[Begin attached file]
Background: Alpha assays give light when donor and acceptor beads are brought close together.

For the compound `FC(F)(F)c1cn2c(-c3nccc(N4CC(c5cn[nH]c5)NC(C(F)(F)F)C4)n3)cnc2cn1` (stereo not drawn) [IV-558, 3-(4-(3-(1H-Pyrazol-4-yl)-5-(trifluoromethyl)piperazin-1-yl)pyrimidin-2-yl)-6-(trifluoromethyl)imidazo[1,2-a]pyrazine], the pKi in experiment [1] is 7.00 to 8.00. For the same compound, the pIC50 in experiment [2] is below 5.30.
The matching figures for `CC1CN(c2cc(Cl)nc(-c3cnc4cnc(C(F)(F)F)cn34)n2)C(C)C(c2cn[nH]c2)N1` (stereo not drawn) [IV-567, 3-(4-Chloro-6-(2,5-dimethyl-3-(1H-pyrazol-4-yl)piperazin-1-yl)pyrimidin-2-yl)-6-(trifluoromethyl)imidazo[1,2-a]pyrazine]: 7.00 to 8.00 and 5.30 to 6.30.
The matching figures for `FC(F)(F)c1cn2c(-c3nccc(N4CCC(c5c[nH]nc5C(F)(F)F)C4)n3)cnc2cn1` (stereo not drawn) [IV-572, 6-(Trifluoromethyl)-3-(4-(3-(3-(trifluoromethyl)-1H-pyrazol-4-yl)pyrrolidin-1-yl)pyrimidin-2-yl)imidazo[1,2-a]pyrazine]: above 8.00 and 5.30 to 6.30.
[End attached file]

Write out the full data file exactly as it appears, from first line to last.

Background: Alpha assays give light when donor and acceptor beads are brought close together.

For the compound `FC(F)(F)c1cn2c(-c3nccc(N4CC(c5cn[nH]c5)NC(C(F)(F)F)C4)n3)cnc2cn1` (stereo not drawn) [IV-558, 3-(4-(3-(1H-Pyrazol-4-yl)-5-(trifluoromethyl)piperazin-1-yl)pyrimidin-2-yl)-6-(trifluoromethyl)imidazo[1,2-a]pyrazine], the pKi in experiment [1] is 7.00 to 8.00. For the same compound, the pIC50 in experiment [2] is below 5.30.
The matching figures for `CC1CN(c2cc(Cl)nc(-c3cnc4cnc(C(F)(F)F)cn34)n2)C(C)C(c2cn[nH]c2)N1` (stereo not drawn) [IV-567, 3-(4-Chloro-6-(2,5-dimethyl-3-(1H-pyrazol-4-yl)piperazin-1-yl)pyrimidin-2-yl)-6-(trifluoromethyl)imidazo[1,2-a]pyrazine]: 7.00 to 8.00 and 5.30 to 6.30.
The matching figures for `FC(F)(F)c1cn2c(-c3nccc(N4CCC(c5c[nH]nc5C(F)(F)F)C4)n3)cnc2cn1` (stereo not drawn) [IV-572, 6-(Trifluoromethyl)-3-(4-(3-(3-(trifluoromethyl)-1H-pyrazol-4-yl)pyrrolidin-1-yl)pyrimidin-2-yl)imidazo[1,2-a]pyrazine]: above 8.00 and 5.30 to 6.30.